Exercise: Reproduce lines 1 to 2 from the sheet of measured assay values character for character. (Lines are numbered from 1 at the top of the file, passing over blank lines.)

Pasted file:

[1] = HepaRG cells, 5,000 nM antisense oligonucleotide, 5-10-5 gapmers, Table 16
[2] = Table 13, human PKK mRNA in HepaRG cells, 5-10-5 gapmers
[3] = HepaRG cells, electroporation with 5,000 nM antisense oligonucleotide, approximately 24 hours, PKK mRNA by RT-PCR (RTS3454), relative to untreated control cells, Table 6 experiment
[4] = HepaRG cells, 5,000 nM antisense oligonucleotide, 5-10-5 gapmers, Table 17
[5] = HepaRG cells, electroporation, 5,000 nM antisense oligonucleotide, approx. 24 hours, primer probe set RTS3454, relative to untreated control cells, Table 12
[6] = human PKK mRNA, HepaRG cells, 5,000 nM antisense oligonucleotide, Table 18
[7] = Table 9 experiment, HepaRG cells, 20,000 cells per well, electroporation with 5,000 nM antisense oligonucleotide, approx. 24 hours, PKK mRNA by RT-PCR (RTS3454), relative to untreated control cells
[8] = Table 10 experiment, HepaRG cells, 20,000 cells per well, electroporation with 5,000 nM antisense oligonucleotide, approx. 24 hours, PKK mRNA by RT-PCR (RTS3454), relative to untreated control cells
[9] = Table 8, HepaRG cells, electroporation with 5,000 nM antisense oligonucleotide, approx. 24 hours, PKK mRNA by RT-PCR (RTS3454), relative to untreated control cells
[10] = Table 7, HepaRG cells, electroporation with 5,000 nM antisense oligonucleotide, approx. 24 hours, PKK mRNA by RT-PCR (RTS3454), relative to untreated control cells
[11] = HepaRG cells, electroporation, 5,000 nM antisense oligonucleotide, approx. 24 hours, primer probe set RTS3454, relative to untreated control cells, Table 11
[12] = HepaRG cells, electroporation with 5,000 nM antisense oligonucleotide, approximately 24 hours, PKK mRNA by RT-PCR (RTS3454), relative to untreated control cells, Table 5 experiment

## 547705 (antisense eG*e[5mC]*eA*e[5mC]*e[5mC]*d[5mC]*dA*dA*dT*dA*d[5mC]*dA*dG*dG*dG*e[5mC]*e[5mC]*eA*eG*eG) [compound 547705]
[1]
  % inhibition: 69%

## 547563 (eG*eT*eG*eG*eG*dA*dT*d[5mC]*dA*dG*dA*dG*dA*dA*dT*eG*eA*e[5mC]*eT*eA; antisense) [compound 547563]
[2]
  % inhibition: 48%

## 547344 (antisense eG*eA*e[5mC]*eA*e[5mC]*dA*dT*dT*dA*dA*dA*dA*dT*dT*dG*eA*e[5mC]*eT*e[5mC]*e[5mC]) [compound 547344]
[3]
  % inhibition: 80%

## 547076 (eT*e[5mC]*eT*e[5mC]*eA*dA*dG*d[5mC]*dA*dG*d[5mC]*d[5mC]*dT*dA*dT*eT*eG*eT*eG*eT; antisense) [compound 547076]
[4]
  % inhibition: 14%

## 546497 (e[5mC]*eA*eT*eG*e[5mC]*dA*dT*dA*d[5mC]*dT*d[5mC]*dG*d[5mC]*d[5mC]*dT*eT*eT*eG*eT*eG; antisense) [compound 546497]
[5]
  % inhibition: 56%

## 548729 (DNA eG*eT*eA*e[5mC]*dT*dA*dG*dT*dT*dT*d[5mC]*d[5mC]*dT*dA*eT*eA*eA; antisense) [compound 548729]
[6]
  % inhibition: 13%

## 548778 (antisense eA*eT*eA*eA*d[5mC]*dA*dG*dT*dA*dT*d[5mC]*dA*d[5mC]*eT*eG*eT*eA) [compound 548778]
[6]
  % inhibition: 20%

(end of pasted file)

[1] = HepaRG cells, 5,000 nM antisense oligonucleotide, 5-10-5 gapmers, Table 16
[2] = Table 13, human PKK mRNA in HepaRG cells, 5-10-5 gapmers